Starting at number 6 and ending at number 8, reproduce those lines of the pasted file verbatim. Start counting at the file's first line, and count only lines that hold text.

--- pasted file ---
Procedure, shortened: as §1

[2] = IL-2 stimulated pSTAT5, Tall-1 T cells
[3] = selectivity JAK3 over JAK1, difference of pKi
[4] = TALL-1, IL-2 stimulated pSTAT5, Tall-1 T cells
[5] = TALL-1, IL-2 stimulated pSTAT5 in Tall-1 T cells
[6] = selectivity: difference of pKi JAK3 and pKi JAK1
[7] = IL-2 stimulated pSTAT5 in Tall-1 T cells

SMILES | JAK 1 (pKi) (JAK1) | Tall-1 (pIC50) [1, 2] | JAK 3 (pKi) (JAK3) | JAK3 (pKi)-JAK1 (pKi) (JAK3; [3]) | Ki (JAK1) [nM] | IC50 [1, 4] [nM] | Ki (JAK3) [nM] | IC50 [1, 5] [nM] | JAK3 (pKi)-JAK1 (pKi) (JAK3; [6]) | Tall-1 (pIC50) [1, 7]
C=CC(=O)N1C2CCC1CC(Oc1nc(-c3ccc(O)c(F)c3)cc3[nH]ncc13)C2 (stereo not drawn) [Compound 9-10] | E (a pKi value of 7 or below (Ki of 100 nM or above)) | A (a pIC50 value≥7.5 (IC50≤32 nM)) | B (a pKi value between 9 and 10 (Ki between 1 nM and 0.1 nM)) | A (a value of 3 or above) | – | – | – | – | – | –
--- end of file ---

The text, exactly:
[6] = selectivity: difference of pKi JAK3 and pKi JAK1
[7] = IL-2 stimulated pSTAT5 in Tall-1 T cells

SMILES | JAK 1 (pKi) (JAK1) | Tall-1 (pIC50) [1, 2] | JAK 3 (pKi) (JAK3) | JAK3 (pKi)-JAK1 (pKi) (JAK3; [3]) | Ki (JAK1) [nM] | IC50 [1, 4] [nM] | Ki (JAK3) [nM] | IC50 [1, 5] [nM] | JAK3 (pKi)-JAK1 (pKi) (JAK3; [6]) | Tall-1 (pIC50) [1, 7]